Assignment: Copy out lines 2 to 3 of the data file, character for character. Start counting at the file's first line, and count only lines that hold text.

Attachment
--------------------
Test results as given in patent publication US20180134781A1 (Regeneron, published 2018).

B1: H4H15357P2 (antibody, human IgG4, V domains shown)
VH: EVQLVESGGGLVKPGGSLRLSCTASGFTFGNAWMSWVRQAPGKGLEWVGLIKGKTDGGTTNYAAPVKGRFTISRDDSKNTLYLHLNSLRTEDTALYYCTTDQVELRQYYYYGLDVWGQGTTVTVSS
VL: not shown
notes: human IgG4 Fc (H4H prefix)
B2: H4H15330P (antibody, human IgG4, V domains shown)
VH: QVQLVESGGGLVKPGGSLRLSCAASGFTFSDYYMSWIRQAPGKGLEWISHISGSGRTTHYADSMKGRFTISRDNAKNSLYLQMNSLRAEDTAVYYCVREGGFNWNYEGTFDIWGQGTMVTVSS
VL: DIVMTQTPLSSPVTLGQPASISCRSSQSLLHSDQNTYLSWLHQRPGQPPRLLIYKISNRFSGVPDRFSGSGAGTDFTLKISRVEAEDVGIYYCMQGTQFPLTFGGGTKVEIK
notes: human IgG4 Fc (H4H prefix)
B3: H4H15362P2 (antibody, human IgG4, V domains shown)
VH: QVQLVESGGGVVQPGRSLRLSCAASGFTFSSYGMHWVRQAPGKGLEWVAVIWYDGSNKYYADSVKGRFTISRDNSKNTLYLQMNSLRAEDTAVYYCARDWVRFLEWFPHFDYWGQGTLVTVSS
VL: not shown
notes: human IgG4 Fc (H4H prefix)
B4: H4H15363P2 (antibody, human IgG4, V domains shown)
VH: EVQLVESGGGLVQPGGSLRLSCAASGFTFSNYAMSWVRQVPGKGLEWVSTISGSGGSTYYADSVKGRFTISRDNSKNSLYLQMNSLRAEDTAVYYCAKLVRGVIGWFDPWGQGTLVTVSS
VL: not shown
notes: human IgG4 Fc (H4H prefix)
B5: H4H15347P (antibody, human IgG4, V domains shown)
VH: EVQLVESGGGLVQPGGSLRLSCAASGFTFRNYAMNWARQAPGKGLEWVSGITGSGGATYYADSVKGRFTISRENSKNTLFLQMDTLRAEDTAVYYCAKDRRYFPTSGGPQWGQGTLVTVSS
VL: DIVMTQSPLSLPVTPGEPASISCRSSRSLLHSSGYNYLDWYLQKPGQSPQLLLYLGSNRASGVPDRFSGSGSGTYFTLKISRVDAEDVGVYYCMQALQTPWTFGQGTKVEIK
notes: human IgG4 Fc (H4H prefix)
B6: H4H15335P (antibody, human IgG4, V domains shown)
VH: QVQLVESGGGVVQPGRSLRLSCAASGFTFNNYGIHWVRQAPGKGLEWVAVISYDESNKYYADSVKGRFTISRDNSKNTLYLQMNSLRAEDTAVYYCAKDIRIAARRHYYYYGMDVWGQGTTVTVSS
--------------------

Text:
B1: H4H15357P2 (antibody, human IgG4, V domains shown)
VH: EVQLVESGGGLVKPGGSLRLSCTASGFTFGNAWMSWVRQAPGKGLEWVGLIKGKTDGGTTNYAAPVKGRFTISRDDSKNTLYLHLNSLRTEDTALYYCTTDQVELRQYYYYGLDVWGQGTTVTVSS